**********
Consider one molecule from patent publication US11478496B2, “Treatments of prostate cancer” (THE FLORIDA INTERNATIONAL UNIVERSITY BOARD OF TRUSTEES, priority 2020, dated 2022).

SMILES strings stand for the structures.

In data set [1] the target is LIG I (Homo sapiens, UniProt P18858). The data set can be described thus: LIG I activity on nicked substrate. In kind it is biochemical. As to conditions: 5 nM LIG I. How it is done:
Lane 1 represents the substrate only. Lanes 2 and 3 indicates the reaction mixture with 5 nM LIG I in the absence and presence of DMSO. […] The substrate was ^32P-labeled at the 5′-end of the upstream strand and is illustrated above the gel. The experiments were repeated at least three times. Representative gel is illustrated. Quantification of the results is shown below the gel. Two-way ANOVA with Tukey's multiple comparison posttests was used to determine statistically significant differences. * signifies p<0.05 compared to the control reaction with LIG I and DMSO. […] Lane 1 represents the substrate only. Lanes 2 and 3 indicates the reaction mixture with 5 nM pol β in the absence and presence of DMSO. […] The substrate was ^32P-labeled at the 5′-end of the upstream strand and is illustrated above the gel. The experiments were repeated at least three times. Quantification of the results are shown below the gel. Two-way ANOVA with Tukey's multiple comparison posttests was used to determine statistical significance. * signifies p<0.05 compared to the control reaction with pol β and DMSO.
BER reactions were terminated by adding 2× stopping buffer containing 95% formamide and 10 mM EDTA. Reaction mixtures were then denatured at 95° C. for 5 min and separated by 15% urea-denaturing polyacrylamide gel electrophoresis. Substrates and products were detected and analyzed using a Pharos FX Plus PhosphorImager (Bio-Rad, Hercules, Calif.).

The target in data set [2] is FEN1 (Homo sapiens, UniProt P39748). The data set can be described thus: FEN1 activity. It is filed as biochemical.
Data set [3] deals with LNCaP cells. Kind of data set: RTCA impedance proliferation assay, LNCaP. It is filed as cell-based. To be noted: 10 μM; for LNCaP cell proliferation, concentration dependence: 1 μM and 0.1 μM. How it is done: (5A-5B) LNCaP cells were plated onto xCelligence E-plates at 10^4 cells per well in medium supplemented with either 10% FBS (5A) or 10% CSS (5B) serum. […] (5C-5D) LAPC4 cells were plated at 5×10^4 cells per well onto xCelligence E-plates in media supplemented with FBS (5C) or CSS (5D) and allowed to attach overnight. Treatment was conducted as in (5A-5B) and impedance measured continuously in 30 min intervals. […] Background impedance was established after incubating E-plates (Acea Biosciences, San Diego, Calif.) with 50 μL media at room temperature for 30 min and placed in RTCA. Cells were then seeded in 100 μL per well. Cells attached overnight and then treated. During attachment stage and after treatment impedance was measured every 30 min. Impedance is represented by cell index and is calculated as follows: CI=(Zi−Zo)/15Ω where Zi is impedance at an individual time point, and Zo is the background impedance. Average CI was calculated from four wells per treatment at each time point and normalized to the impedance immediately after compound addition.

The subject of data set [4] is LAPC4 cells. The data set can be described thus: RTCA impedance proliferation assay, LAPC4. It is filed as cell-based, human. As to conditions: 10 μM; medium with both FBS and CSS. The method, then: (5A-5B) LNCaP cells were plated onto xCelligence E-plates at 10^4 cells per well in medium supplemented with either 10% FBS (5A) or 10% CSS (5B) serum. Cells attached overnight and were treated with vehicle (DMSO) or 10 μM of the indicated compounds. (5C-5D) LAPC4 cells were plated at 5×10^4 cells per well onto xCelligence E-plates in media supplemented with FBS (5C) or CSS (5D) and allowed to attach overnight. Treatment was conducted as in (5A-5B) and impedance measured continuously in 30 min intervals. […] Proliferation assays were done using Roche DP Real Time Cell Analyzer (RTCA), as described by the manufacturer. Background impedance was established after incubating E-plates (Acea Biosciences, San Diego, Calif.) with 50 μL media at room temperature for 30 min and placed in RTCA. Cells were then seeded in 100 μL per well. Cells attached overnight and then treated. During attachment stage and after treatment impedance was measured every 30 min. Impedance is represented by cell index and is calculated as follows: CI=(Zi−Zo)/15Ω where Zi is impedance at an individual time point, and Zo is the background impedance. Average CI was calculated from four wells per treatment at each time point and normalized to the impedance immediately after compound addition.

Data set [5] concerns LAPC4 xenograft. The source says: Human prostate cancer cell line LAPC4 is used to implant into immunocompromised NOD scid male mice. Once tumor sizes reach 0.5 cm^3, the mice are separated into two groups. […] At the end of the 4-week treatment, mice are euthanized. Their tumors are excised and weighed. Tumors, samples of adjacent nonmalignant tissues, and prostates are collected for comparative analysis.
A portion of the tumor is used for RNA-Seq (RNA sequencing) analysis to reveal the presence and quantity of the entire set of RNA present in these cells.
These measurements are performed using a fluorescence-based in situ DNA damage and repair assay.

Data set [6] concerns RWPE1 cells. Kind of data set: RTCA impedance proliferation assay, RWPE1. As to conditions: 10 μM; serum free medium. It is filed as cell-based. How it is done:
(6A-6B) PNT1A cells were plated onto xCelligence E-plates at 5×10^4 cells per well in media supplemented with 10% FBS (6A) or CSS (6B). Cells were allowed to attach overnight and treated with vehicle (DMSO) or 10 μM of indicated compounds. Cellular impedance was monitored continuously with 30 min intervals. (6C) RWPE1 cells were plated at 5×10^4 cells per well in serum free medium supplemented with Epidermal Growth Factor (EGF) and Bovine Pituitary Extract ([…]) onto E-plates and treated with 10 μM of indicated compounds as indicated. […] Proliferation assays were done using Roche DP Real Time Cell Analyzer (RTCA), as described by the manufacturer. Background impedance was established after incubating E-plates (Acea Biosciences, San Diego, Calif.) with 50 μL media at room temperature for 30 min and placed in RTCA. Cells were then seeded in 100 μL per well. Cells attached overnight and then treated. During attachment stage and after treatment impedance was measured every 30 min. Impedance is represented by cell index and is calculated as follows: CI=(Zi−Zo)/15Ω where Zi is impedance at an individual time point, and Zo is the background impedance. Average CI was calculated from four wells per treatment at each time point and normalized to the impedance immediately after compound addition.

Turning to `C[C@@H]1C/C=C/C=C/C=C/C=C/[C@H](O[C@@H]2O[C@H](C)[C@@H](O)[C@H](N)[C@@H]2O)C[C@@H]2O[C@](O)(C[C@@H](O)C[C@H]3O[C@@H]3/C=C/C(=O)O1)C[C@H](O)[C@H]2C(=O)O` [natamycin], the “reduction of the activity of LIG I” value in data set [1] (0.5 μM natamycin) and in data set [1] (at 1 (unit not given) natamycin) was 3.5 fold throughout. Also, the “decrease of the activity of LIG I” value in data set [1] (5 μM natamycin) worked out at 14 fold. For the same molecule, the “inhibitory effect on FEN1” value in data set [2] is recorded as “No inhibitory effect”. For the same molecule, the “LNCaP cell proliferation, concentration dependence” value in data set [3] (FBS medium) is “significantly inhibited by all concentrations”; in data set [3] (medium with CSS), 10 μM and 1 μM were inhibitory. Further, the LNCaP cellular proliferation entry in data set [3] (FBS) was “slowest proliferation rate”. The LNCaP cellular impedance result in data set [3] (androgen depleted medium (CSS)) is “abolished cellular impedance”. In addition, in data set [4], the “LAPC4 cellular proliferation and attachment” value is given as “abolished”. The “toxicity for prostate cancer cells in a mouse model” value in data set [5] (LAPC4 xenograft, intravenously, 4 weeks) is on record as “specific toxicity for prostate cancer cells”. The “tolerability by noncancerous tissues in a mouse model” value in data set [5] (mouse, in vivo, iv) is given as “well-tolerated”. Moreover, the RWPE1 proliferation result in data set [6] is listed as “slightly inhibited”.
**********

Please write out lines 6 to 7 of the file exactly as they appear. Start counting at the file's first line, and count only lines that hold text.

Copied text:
The target in data set [2] is FEN1 (Homo sapiens, UniProt P39748). The data set can be described thus: FEN1 activity. It is filed as biochemical.
Data set [3] deals with LNCaP cells. Kind of data set: RTCA impedance proliferation assay, LNCaP. It is filed as cell-based. To be noted: 10 μM; for LNCaP cell proliferation, concentration dependence: 1 μM and 0.1 μM. How it is done: (5A-5B) LNCaP cells were plated onto xCelligence E-plates at 10^4 cells per well in medium supplemented with either 10% FBS (5A) or 10% CSS (5B) serum. […] (5C-5D) LAPC4 cells were plated at 5×10^4 cells per well onto xCelligence E-plates in media supplemented with FBS (5C) or CSS (5D) and allowed to attach overnight. Treatment was conducted as in (5A-5B) and impedance measured continuously in 30 min intervals. […] Background impedance was established after incubating E-plates (Acea Biosciences, San Diego, Calif.) with 50 μL media at room temperature for 30 min and placed in RTCA. Cells were then seeded in 100 μL per well. Cells attached overnight and then treated. During attachment stage and after treatment impedance was measured every 30 min. Impedance is represented by cell index and is calculated as follows: CI=(Zi−Zo)/15Ω where Zi is impedance at an individual time point, and Zo is the background impedance. Average CI was calculated from four wells per treatment at each time point and normalized to the impedance immediately after compound addition.